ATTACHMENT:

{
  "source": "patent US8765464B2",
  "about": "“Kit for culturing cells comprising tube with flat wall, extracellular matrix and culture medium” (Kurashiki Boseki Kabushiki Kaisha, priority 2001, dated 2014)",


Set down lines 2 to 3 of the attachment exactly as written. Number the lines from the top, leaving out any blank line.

  "source": "patent US8765464B2",
  "about": "“Kit for culturing cells comprising tube with flat wall, extracellular matrix and culture medium” (Kurashiki Boseki Kabushiki Kaisha, priority 2001, dated 2014)",